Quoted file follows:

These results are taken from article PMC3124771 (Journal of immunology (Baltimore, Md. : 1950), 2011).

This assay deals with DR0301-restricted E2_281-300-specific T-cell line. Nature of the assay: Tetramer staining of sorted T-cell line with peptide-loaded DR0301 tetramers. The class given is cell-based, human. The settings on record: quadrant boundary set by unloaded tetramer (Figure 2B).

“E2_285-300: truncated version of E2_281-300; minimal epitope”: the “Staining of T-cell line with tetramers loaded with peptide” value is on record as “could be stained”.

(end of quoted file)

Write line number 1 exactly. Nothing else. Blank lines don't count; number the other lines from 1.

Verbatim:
These results are taken from article PMC3124771 (Journal of immunology (Baltimore, Md. : 1950), 2011).